Our series of articles assessing the potential of certain key candidates from the three promoted clubs got underway earlier today with a look at Southampton’s Rickie Lambert. Next up under analysis is skipper of the npower Championship winners Reading, Jobi McAnuff:
The left winger was a key contributor in his side’s title-winning season last time round. McAnuff missed just six league matches, playing 40 times and, with five goals and 11 assists, was the Royals’ chief creator; only Noel Hunt – with eight goals and nine assists – contributed to more of Reading’s 69 goals in 2011/12. With McAnuff’s game time looking assured for the upcoming campaign, he looks in pole position to once again play a significant part in his side’s attacking forays.
McAnuff began his career as a 20-year-old at Wimbledon in 2001-02. Over the course of his three seasons with the Dons he made 96 league appearances and netted 12 times before the club went into administration – as a result, he joined Alan Pardew’s West Ham in the January 2004 transfer window. His time at Upton Park was brief, however; the winger played just 13 matches and scored a single goal before making his way to Cardiff after just six months at the London club.
Once again, he was afforded little time to settle – a single season in Wales produced two goals in 44 league appearances before Crystal Palace came calling. McAnuff spent two years at Selhurst Park, returning 12 goals and seven assists in 77 league matches before joining up at Watford in June 2007 in a deal thought to be worth £1.75m. A couple of seasons at the Hornets saw the winger make 82 league appearances, scoring five times and providing 14 assists before former Watford boss Brendan Rodgers snapped up his services for Reading prior to the closure of the August 2009 transfer window. Despite Rodgers’ subsequent departure, McAnuff seems to have finally found his home at the Madejski and has flourished under the guidance of Brian McDermott. Already, he has spent three seasons at the club and, prior to the beginning of last term, was handed the armband – to date, he has appeared in 116 league matches for the Royals, scoring 12 goals and providing 27 assists.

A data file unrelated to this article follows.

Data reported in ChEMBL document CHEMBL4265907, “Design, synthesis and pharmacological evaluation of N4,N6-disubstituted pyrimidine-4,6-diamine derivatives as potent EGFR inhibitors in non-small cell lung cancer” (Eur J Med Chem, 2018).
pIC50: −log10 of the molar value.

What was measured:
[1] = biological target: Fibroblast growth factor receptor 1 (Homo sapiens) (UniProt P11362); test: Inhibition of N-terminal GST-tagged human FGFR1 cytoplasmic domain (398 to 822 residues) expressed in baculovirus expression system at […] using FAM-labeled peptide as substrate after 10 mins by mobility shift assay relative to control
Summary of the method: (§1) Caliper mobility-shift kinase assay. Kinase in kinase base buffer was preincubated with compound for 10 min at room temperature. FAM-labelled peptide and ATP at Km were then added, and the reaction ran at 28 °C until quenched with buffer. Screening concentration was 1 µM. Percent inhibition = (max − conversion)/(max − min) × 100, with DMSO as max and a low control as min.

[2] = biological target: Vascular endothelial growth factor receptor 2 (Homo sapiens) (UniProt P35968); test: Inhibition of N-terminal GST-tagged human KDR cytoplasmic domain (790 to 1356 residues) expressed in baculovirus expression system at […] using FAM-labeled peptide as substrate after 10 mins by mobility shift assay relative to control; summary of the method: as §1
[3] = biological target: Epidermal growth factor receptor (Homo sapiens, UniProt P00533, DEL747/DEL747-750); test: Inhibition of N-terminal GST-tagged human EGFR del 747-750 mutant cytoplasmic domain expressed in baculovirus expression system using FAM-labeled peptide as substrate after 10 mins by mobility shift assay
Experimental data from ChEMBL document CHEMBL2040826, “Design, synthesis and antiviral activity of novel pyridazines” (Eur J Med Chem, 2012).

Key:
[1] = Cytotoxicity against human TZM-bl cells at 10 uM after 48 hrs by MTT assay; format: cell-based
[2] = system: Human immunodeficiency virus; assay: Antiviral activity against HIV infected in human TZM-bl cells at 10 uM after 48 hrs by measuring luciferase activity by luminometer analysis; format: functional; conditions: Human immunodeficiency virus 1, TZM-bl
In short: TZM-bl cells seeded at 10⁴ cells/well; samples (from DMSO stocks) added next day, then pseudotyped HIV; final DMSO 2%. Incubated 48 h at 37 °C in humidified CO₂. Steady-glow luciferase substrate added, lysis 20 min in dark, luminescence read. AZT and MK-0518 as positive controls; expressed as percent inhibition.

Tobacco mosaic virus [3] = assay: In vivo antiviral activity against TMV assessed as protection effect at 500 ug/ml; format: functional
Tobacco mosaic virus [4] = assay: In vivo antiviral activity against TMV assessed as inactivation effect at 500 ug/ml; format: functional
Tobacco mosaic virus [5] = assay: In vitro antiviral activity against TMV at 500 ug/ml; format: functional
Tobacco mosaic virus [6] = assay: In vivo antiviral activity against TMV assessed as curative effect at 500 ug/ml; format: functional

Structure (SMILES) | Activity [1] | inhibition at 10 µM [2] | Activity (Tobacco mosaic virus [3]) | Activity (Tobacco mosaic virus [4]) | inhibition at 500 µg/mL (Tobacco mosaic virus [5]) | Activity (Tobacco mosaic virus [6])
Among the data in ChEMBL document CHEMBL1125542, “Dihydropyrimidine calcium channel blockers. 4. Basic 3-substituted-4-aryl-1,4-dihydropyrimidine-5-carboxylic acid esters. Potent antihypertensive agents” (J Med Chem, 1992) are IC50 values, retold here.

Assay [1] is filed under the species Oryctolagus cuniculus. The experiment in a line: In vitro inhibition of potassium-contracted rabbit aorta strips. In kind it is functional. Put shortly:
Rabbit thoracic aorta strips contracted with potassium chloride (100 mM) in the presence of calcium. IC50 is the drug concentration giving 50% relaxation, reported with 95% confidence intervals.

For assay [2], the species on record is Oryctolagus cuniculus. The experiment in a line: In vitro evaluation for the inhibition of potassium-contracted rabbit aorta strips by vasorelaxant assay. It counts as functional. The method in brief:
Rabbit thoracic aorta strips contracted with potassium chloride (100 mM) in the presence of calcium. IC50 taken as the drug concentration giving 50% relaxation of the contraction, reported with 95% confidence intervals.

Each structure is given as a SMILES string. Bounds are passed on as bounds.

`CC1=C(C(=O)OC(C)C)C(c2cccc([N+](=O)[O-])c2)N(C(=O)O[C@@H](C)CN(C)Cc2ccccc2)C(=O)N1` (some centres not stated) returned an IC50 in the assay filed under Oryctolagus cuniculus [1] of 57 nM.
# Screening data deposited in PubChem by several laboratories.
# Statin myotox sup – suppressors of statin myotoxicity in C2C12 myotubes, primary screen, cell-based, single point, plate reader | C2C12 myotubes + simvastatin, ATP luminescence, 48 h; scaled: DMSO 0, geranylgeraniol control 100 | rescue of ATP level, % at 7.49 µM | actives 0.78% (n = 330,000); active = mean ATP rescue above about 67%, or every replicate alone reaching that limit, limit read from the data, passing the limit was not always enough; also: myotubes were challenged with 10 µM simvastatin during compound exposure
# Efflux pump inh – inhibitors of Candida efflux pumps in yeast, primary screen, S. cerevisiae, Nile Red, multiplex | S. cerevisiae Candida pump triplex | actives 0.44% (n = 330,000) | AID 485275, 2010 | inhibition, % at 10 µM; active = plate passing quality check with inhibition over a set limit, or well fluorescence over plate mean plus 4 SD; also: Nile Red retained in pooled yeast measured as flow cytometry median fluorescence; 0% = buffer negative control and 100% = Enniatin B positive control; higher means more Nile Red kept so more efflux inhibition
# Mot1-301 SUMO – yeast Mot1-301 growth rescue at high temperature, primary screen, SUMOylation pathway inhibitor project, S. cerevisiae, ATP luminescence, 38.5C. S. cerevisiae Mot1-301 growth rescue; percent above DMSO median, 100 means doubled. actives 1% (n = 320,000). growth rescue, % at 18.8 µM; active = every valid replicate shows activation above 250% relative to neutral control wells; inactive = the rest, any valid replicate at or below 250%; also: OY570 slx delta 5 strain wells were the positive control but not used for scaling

Although Reading have been one of the busiest clubs in this summer’s transfer window with six new faces already unveiled, McAnuff’s position has not been threatened. The acquisition of Garath McCleary from Nottingham Forest places doubts over last season’s regular right winger, Jimmy Kebe, but McAnuff, as the skipper, looks a far more secure starter on the opposite flank.
To some extent, the downside to investing in Reading’s attacking assets is that there was no real home/away disparity in terms of goals scored last term; the Royals bagged 36 in front of their own fans and 33 on the road, meaning it could be a touch more difficult to rotate their mid-price options with as much confidence as, say, Southampton; Nigel Adkins’ side notched 13 more goals at home (49 versus 36), for example. McDermott’s tactics means the Royals utilise speed on the flank to hit on the counter, regardless of opponent – in all likelihood, there is as much chance of McAnuff producing the goods away from home as there is at the Madejski if the club keep the same approach as last season.
Costing 5.5 in Fantasy Premier League (FPL) and 5.0 in the Sky Sports game, McAnuff is reasonably priced, considering his creative potential but there are, perhaps, question marks as to whether McDermott’s approach will be quite so fruitful in the Premier League. Of all the Royals midfield assets, though, McAnuff looks to hold the most potential, given how vital the wide men are to their attacking forays; bearing in mind the central midfielders’ main job in McDermott’s system is to sit deep in front of the back-four and break up the opposition play, their appeal looks comparatively sparse.
A double Gameweek 1 will no doubt boost McAnuff’s initial level of investment, with Reading playing host to Stoke before travelling to Chelsea but, after that, the schedule is anything but enticing. With trips to Sunderland and West Brom, allied with home clashes against Spurs and Newcastle in addition to a blank Gameweek 3, it’s fair to say the allure of Reading’s assets could quickly dissipate – bearing in mind there are a handful of similarly priced or cheaper options with better opening schedules, it could well be we treat McDermott’s men with much trepidation until their fixtures take a turn for the better.
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For Gameweek 38
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